Texas sues to stop federal border agents from cutting wire barriers placed along Rio Grande by National Guard
Stars and Stripes October 26, 2023
AUSTIN, Texas — Texas’ attorney general filed a federal lawsuit this week to stop federal border agents from cutting coiled barbed wire placed by Texas National Guard soldiers along the state’s border with Mexico, according to court documents.
Troops working on a state-sponsored mission at the border installed miles of the wire to curb the flow of migrants crossing between legal ports of entry, and federal agents are destroying state property as they cut it to let people through, Republican Attorney General Ken Paxton wrote in the lawsuit filed Tuesday in the Del Rio Division of the Western District of Texas.
The wire is typically placed within the boundary of the United States and on land owned by the state, local governments or private citizens who have granted permission for the Guard to access it. The Texas Military Department has spent roughly $11 million on more than 70,000 rolls of wire fencing, according to the lawsuit. Guard troops can lay a quarter of a mile of wire fencing a day.
The Department of Homeland Security said in a statement that it does not comment on pending litigation.
“Generally speaking, Border Patrol agents have a responsibility under federal law to take those who have crossed onto U.S. soil without authorization into custody for processing, as well as to act when there are conditions that put our workforce or migrants at risk,” according to Homeland Security.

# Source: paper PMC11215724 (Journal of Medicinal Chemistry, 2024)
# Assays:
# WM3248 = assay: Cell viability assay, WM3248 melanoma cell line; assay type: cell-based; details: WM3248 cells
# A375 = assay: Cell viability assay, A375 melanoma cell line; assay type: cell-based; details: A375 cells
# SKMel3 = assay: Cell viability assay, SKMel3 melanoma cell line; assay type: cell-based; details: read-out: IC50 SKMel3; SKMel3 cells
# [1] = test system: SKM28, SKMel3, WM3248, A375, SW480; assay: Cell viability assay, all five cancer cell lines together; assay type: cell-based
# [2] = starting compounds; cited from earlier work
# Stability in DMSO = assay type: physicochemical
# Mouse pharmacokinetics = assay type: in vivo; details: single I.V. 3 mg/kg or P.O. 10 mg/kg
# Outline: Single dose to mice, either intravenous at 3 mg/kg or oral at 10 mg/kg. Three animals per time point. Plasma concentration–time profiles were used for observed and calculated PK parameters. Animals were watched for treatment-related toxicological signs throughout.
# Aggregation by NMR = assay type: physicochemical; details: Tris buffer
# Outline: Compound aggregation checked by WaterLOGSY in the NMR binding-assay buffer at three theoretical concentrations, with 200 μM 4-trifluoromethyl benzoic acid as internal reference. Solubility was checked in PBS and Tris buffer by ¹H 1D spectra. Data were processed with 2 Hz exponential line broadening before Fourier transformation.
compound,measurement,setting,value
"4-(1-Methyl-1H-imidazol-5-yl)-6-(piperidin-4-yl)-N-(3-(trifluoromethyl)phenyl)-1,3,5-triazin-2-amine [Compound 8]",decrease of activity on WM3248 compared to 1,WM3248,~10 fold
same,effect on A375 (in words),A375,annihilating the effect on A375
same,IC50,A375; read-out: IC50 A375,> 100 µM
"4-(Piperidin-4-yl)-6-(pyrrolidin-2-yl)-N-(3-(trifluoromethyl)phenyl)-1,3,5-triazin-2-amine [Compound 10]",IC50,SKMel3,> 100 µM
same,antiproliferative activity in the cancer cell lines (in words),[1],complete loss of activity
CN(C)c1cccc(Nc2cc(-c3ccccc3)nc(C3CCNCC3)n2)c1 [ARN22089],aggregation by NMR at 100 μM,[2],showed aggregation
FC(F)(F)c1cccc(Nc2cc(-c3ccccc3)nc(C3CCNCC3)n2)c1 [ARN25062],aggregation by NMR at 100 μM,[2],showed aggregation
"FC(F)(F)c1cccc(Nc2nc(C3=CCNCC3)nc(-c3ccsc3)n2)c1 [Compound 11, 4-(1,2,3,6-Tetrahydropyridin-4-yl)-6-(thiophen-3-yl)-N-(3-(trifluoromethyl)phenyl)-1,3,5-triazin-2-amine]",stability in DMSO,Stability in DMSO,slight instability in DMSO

The lawsuit contends federal agents began cutting wire barriers more routinely last month than they had in the previous two years of the state’s border mission.
Border Patrol officials have cut wire barriers more than 20 times since Sept. 20, according to the lawsuit. That’s roughly the same number of times the Texas Military Department documented it happening during the rest of 2023.
The increase coincides with a rise in recent months of migrants detained by federal authorities along the southwest border. Border Patrol detained nearly 2.5 million people in fiscal 2023 — nearly 100,000 more than the previous year, according to Customs and Border Protection.
In the Del Rio sector, which includes 245 miles of border in west Texas, there was a 54% increase in border crossings from August to September, according to federal officials.
Named plaintiffs on the lawsuit are Department of Homeland Security Secretary Alejandro Mayorkas, Customs and Border Protection Commissioner Troy Miller, Border Patrol Chief Jason Miller and Del Rio Sector Chief Juan Bernal.
Paxton asked the court to stop federal agents from “seizing and destroying” the wire barriers, declare the destruction illegal and repay Texas for the damage. The lawsuit does not specify a dollar amount.
“The courts must put a stop to it, or [President Joe] Biden’s free-for-all will make this crushing immigration crisis even worse,” Paxton said in a statement.